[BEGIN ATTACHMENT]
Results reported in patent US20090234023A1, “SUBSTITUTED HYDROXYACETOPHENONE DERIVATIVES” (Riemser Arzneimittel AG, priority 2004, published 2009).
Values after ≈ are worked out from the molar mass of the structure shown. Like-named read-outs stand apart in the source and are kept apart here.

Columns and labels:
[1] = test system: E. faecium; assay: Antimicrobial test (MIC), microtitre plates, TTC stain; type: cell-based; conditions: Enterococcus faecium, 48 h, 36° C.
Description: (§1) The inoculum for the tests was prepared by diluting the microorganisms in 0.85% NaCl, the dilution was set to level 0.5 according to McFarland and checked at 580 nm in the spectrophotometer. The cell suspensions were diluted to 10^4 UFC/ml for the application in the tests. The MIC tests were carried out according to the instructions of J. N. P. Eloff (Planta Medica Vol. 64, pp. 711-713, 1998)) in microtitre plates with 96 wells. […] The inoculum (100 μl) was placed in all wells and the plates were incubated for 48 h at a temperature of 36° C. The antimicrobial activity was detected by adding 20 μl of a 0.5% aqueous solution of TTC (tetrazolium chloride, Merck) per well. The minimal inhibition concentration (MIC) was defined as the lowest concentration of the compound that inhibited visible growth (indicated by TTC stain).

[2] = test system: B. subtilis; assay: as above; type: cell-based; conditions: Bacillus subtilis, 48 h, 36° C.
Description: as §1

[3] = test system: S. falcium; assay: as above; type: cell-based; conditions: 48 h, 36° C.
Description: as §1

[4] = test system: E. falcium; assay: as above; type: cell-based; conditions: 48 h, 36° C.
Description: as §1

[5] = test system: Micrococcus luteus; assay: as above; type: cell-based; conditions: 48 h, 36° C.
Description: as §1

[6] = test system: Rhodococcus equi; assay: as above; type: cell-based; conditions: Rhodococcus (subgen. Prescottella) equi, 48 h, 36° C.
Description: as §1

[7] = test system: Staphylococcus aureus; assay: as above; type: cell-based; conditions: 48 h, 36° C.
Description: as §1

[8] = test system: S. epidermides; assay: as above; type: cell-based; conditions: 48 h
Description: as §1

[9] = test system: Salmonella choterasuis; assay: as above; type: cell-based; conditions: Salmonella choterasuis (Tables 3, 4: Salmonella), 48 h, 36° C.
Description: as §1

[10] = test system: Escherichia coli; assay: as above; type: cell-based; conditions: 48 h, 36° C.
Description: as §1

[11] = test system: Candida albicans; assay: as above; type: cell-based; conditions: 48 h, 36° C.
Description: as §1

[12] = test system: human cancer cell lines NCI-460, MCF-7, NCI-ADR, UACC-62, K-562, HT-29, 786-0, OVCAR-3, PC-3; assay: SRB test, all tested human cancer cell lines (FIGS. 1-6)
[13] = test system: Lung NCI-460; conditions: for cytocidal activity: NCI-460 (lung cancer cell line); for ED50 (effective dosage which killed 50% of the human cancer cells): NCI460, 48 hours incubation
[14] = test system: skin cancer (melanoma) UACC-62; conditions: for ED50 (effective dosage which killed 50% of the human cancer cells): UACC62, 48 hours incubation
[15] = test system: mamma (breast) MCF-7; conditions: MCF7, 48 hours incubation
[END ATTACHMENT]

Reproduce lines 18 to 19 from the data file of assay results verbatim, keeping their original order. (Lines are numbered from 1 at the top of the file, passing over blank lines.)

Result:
[8] = test system: S. epidermides; assay: as above; type: cell-based; conditions: 48 h
Description: as §1